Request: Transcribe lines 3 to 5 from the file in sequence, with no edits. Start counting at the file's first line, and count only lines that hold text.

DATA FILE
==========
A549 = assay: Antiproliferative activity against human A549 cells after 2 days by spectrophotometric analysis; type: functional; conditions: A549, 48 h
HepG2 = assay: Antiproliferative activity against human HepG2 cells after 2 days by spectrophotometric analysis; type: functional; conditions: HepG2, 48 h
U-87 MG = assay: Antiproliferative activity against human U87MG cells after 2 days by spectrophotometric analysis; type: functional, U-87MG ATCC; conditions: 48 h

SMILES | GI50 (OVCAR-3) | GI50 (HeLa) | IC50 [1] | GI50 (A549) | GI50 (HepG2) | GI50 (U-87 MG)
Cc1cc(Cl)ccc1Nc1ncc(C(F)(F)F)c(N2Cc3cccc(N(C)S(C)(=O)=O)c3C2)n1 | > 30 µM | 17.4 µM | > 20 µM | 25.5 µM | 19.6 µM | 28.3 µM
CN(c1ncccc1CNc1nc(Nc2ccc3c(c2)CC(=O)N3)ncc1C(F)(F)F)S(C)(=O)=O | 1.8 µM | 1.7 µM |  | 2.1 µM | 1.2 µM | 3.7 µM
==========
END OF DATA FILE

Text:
U-87 MG = assay: Antiproliferative activity against human U87MG cells after 2 days by spectrophotometric analysis; type: functional, U-87MG ATCC; conditions: 48 h

SMILES | GI50 (OVCAR-3) | GI50 (HeLa) | IC50 [1] | GI50 (A549) | GI50 (HepG2) | GI50 (U-87 MG)
Cc1cc(Cl)ccc1Nc1ncc(C(F)(F)F)c(N2Cc3cccc(N(C)S(C)(=O)=O)c3C2)n1 | > 30 µM | 17.4 µM | > 20 µM | 25.5 µM | 19.6 µM | 28.3 µM